Yet the media twisted it and they ended up indicting eight of the Guardsman. They all were acquitted, but I couldn’t believe that they even charged them with this. It was absurd.

One of the Guardsman [Ralph Zoller] that was indicted was a very friend of mine from Mantua. The Zollers owned a pharmacy in Mantua. His brother [Bob Jr.] was hit with a mortar in Vietnam shortly after and brought back in a plastic bag. His name is on the wall. That family endured far more than any family should. It shattered them.

History is in the eye of the beholder. I’m not recounting things I read about or heard about. I’m just telling you what I saw with my eyes on that day back in 1970.”

To Catch a Thief – How CyberCrime is Stopped

To Catch a Thief – How CyberCrime is Stopped 150 150 Jason Stadtlander

It’s a question that I am asked at least once every few months, “How exactly do authorities catch cyber criminals?”

It’s also a question that isn’t so easy to answer. Cybercrime (like many crimes) are dynamic in their attack as well as execution to capturing them. However there are a few standards that are followed when authorities get a search warrant or are investigating a cybercrime.

Stopping CybercrimeSeizure of logs and details online / phone / etc.

One of the first tasks performed is to confiscate all data containing electrical equipment (Desktops, Laptops, Tablets, Phones, iPods, DS, etc.). Equipment seizure is not as simple as shutting everything down, pulling the wires and taking it with them however. They must first capture the memory of the device – that part of the computer that holds everything in a temporary space while it is operating. Once shut down electronics clear the memory and everything that is running is lost forever. Hard data (on the hard drive, USB drives, etc.) is another matter, but if a computer is shutdown that hard data will not be affected. So, the first thing a cyber-crime investigator will do is use a special program in conjunction with a special device to capture that memory for analysis and cataloging at a later date.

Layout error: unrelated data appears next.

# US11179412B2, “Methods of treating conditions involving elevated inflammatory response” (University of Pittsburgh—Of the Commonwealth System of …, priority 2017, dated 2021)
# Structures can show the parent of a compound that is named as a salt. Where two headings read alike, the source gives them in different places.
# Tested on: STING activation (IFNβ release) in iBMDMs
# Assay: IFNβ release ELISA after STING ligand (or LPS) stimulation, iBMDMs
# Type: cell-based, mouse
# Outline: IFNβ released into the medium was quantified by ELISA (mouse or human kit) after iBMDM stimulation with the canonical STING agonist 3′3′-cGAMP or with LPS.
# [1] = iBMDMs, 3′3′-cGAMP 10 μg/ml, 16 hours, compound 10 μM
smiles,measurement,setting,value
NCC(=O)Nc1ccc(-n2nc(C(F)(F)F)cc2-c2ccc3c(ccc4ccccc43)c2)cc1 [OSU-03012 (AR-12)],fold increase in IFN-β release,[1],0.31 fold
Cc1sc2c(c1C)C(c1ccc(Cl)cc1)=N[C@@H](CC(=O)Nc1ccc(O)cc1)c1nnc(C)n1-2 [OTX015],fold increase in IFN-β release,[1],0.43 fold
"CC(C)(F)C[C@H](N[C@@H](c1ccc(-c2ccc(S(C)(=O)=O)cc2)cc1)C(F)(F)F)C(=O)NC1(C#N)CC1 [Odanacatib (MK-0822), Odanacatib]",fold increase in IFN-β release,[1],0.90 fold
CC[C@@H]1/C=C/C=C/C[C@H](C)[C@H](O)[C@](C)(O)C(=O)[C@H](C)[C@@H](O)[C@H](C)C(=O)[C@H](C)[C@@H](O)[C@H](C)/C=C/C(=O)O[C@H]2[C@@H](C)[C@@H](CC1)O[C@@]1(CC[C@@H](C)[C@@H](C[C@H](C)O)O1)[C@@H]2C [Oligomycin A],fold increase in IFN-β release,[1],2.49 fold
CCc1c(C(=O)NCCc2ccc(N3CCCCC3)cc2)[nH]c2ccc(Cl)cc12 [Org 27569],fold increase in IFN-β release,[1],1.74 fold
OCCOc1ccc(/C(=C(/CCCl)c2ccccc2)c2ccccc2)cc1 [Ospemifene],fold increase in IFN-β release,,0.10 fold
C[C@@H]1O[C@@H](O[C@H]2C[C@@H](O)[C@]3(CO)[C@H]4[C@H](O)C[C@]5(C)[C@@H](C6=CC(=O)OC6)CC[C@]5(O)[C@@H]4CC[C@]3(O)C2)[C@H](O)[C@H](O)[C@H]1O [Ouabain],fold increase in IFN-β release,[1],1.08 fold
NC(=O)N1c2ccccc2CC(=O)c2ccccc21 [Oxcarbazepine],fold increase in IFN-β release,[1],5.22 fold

Pulling data from Internet service providers (ISP) and social websites

If an ISP is involved, which it almost always is, investigators will collect the unique number that all users are given; IP Address along with as many details as possible that the ISP may contain. Most ISPs are required by law to retain logs of who has what IP address and even some of their browsing activities for an established amount of time. Investigators will also contact social websites such as Twitter, Facebook and Instagram to request logs, photographs and details from the sites concerning the suspect’s activities. This is often a difficult and laborious process as social websites usually prefer to maintain a level of privacy for their users, regardless of their activities. The sites will often push the letter of the law to the edge to protect themselves.

Cataloging and entered into evidence

Computers are then taken back to a lab for analysis and cataloging just as other evidence might be. There are special programs such as Forensic Toolkit (FTK), that investigators use to catalog every byte of data so that it can be used in court showing; when the data was created, who created it, when it was last modified and where it came from. If a hard drive shows evidence of mass deletion or formatting, they may use a program to do a deep disk analysis which can recover deleted data after a perpetrator has formatted the drive.

All of this allows the district attorney to gather evidence against the suspect. Investigators have to be extremely careful as defense attorneys will take any hole in the evidence to sway a juror in their direction. Investigators also want to ensure that the person being suspected of the crime is actually guilty and that the evidence wasn’t just put there maliciously by someone else.

Presentation in court

Cyber investigators will then be called in to appear in court, testifying on the data that they collected, where it was collected and how it connected the dots to lead investigators to believe beyond a shadow of a doubt that the suspects are guilty.